This article was written by Daniel Spiewak, a great software developer and friend of the How-To Geek.
Apple recently released a new version of QuickTime (v. 7.2) sporting a number of new features and enhancements. Among the many enhancements – which include (finally) full screen support in the unregistered version – Apple added generic AVI playback, supporting codecs like Xvid, DivX and an enhanced H.264.
Don’t get me wrong, I think the mouse was probably the greatest innovation in computing since the silicon chip, but for a power user it’s really the slowest form of input. Taking your hands off the keyboard to reach for your mouse takes easily 500 ms of time, if you’re fast. Add to that the time to actually find the cursor (no small feat on high resolution screens), and the time to find and click on that one tiny icon you need, and you’re talking some serious productivity cramping. Of course, you could always be one of those *nix rebels who refuse to use any graphical environment, but what’s the fun of using bash, VI and command-line compilers for the rest of your days?
Most of the time, when I download something it’s a file archive of some kind – usually a tarball or a zip file. This could be some source code for an app that isn’t included in Gentoo’s Portage tree, some documentation for an internal corporate app, or even something as mundane as a new WordPress installation.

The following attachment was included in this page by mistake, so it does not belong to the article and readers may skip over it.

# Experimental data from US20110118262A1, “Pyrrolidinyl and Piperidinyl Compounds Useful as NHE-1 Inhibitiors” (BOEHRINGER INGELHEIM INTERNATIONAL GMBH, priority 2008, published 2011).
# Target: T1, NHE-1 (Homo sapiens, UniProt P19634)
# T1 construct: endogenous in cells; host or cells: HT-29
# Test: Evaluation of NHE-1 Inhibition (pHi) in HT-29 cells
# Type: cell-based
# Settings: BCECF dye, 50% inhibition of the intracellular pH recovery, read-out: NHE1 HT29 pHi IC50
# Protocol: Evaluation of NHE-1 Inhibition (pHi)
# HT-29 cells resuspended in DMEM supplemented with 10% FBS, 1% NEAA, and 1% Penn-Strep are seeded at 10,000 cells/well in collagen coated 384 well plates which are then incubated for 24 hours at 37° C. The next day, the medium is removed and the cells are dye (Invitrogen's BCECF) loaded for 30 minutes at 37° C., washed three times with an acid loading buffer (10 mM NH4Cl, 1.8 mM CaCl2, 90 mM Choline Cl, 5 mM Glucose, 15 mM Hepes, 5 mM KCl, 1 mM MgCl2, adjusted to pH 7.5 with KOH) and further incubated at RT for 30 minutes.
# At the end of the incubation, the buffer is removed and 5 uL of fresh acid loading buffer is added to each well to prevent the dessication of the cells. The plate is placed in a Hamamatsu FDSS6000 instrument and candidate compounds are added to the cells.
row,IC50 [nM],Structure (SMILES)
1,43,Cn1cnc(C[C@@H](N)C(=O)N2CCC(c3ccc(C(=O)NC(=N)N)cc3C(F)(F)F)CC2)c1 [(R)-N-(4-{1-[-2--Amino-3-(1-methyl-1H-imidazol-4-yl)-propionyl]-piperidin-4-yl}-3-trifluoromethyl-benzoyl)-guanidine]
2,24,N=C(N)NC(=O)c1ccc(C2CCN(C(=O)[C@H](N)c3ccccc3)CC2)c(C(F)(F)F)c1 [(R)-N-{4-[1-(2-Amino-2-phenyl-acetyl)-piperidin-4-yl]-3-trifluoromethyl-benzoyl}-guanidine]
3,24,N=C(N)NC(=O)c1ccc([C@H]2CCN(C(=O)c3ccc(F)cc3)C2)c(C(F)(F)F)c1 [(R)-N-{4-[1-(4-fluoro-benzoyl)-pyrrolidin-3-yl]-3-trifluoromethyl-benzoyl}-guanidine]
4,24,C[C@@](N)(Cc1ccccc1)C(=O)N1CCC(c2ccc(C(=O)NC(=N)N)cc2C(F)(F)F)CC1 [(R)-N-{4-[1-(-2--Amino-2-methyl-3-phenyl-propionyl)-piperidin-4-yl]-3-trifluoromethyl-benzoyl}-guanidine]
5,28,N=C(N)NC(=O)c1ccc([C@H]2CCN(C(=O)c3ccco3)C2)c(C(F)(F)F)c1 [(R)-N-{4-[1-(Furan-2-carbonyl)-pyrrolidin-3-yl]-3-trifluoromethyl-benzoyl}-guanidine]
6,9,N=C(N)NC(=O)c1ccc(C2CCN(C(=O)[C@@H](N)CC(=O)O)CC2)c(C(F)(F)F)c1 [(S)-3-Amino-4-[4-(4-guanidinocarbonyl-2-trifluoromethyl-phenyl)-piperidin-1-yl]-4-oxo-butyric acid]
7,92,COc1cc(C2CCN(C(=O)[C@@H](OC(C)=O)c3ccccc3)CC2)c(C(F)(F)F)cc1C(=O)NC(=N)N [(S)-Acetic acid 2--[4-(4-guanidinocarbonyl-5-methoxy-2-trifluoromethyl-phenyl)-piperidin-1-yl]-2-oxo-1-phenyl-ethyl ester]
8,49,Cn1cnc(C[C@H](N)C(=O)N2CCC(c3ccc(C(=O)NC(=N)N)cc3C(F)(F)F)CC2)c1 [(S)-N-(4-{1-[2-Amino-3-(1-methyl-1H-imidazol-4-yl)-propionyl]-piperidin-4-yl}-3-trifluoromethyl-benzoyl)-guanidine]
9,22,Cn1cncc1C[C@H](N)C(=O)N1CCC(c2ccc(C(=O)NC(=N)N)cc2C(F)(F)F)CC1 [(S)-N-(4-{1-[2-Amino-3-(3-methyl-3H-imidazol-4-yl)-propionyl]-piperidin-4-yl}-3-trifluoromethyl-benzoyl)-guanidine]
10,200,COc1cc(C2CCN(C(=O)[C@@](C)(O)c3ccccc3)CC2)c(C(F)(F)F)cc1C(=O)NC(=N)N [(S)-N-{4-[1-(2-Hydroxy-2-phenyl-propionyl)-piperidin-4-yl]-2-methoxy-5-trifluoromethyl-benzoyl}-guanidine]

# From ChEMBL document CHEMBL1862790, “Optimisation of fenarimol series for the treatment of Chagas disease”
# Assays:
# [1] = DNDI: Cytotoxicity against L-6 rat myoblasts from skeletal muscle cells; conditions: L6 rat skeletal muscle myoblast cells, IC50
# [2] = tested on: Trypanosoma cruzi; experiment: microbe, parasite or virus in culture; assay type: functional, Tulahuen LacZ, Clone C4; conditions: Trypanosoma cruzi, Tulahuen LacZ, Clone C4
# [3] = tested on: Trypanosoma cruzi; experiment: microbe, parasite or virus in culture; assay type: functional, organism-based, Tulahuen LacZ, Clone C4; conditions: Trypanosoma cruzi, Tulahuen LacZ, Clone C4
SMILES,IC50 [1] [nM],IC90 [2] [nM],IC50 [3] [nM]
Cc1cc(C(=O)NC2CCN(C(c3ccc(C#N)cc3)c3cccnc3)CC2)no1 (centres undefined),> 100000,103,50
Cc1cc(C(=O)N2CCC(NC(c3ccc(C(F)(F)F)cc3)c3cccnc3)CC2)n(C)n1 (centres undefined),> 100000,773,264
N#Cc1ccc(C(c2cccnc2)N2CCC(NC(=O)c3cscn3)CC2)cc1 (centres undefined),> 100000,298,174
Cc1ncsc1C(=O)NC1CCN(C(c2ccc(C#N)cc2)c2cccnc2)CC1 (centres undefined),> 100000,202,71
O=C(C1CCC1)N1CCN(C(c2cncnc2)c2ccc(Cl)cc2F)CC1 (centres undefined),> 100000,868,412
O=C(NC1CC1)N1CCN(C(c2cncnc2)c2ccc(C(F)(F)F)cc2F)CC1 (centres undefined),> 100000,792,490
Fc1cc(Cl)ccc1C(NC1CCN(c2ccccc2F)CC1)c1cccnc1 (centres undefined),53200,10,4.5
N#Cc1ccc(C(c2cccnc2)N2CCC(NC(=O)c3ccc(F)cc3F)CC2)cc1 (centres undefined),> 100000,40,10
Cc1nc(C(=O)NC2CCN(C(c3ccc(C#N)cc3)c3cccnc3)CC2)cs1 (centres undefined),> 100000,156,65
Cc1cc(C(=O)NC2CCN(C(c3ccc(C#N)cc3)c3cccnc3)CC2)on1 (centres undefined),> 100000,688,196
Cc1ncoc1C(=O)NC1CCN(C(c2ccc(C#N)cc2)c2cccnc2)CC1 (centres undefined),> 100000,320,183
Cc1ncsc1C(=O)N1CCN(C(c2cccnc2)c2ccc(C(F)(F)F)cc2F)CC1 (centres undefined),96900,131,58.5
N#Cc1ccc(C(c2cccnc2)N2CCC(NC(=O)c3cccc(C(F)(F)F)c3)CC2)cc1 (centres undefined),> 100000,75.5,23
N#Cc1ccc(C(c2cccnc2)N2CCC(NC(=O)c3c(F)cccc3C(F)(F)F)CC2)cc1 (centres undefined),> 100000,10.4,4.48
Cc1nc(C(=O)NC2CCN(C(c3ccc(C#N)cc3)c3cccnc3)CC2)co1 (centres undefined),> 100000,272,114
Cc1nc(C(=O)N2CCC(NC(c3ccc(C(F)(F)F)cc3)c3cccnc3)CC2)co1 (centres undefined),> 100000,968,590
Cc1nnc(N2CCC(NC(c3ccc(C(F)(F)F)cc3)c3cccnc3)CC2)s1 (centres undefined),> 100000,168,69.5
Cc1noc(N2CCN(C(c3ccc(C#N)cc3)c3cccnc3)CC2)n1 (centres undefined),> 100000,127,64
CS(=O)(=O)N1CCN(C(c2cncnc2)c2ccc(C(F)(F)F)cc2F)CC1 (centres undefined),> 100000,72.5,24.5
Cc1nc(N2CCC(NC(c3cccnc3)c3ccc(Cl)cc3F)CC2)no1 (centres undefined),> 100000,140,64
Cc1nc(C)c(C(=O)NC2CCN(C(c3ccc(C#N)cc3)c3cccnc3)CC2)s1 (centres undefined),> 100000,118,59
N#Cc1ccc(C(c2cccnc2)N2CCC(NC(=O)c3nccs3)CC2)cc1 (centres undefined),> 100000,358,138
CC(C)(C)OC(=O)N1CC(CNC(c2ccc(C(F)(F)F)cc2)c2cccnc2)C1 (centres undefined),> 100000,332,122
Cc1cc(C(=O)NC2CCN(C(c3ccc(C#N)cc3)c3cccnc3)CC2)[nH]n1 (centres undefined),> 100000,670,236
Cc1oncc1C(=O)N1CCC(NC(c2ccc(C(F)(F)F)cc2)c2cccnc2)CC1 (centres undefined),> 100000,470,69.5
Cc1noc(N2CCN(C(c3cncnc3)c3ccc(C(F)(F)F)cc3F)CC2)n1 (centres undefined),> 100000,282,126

In the first part, I ran through the basics on how to connect and configure your Mac Mini as the heart of your entertainment center. In this next article in the series, I had been planning on going into detail on how to store your media files on a remote NFS share. However, one of the comments on the first article got my attention and it occurred to me that I didn’t really cover alternate video codecs at all. So, rather than launch into some fascinating list of iptables rules and Apple alias quirks, let’s look at third-party codecs.
The next important thing is to get your Mini actually connected to the television. For this you’ll need two cables and (at least one adapter). The adaptor can be purchased from Apple here ($20 USD). Basically what it does is convert DVI (Digital Video Interface) to either S-Video or RCA video out (I recommend using S-Video). (note, you may be lucky enough to have a DVI-in on your television. Check for this first) At this point, you should be able to turn the mini on and use the television as a monitor.